PhD defence: Iñigo Prada-Luengo

Origin and impact of circular DNA on the eukaryotic genomes

Professor, Birgitte Regenberg, KU (main)
Assistant Professor Lasse Maretty, AAU (co-)

Assessment committee
Professor MSO Ole Winther, KU (chairman)
Professor Anders Gorm Pedersen, DTU
Research Director/Team Leader Gilles Charvin, CNRS/IGBMC

Eukaryotic genomes were thought to be organized into highly stable chromosomes with little genetic variation between cells. In the past, various studies have highlighted that besides the canonical chromosomes, eukaryotic genomes contain a plethora of non-chromosomal, circular DNA elements. While modern sequencing technologies provide the potential to investigate their impact, the research community is missing computational methods to deal with the vast amount of data generated by these techniques. Here, I present a new probabilistic method to detect DNA circles from short-read sequencing data, as well as 3 studies exploring the impact of circular DNA on eukaryotes.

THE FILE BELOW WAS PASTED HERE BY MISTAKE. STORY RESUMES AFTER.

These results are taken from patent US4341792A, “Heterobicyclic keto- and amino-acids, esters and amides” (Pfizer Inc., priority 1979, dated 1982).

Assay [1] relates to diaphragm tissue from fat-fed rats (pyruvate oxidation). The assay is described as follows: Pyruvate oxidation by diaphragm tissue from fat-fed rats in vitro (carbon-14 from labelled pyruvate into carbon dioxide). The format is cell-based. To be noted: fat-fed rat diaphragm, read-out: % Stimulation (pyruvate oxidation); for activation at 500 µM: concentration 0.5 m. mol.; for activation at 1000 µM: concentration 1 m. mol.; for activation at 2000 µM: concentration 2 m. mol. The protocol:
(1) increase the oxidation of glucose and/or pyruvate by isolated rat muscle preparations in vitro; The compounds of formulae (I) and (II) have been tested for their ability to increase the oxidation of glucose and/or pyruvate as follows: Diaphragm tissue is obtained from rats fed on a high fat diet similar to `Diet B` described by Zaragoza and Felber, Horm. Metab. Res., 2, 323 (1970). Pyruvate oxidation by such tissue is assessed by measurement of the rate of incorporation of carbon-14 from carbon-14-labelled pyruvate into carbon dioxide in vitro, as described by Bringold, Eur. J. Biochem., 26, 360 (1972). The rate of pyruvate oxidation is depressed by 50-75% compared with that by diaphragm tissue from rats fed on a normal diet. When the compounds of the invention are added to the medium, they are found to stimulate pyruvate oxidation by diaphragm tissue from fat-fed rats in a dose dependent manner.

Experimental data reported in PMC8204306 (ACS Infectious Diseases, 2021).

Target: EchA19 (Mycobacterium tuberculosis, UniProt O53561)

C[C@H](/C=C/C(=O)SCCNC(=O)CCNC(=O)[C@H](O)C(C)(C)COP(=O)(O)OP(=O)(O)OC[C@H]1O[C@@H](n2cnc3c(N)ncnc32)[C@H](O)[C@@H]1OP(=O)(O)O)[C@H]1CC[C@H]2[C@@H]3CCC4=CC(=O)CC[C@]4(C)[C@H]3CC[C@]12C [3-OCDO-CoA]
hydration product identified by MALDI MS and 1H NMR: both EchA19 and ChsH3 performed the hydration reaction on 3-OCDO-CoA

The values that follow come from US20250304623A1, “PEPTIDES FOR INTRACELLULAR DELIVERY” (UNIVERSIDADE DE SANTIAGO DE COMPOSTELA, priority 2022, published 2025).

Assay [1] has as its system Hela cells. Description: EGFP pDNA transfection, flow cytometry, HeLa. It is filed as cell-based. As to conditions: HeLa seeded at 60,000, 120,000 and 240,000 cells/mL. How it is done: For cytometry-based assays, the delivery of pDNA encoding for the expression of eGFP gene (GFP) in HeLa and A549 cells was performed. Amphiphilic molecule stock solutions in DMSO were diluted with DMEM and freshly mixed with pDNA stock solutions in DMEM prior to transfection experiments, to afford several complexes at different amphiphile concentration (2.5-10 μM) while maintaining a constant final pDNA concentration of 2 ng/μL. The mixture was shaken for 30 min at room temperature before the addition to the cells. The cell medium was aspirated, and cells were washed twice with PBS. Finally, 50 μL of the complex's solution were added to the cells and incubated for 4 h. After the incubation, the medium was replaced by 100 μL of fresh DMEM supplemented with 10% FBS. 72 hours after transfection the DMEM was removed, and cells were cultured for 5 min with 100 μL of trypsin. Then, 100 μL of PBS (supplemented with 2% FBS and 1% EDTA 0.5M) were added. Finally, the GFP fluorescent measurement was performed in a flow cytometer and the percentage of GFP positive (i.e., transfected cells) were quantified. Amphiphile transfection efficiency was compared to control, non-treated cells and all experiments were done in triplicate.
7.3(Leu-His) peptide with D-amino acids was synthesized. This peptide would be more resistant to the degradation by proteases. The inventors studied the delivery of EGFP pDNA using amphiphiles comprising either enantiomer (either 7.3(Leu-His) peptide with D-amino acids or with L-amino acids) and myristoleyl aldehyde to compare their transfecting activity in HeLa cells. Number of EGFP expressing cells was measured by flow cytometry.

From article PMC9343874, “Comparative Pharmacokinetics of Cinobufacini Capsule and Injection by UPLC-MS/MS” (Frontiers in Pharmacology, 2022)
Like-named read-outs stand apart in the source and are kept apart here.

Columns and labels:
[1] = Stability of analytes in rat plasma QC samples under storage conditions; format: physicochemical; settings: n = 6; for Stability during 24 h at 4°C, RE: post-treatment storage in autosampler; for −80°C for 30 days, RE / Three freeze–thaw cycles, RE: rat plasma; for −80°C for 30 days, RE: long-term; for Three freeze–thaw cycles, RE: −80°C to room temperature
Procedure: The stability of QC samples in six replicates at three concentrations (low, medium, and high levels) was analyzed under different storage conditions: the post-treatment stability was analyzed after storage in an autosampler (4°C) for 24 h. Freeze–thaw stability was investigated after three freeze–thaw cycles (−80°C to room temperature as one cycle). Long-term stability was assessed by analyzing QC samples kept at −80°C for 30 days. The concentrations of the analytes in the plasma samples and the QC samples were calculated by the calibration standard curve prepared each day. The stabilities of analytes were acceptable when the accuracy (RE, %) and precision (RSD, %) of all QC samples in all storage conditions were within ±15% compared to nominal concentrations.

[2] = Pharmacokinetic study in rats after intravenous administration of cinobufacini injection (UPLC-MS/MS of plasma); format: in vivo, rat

The first research project describes Circle-Map, a probabilistic method that guides the realignment of partially mapped reads using discordant reads in the vicinity and it is markedly more accurate than existing approaches. The next chapters involve the exploration of what is the impact of DNA circles on the eukaryotic genomes. I show that eukaryotic genomes contain a myriad of extrachromosomal DNA circles and that gene rich chromosomes form circles more often. Furthermore, I find that some DNA circles are transcriptionally active. Finally, I explore how DNA circles segregate as yeast cells age and divide. I describe that young cells have highly diverse circular DNA populations, but this diversity is substantially diminished on the aged counterparts. Moreover, I found that maintained DNA circles are enriched on replication origins and that circles have flexible inheritance when grown under selection. Taken together, my results show that eukaryotic genomes are rich in circular DNA elements that have the potential to alter the phenotype of the cells carrying them.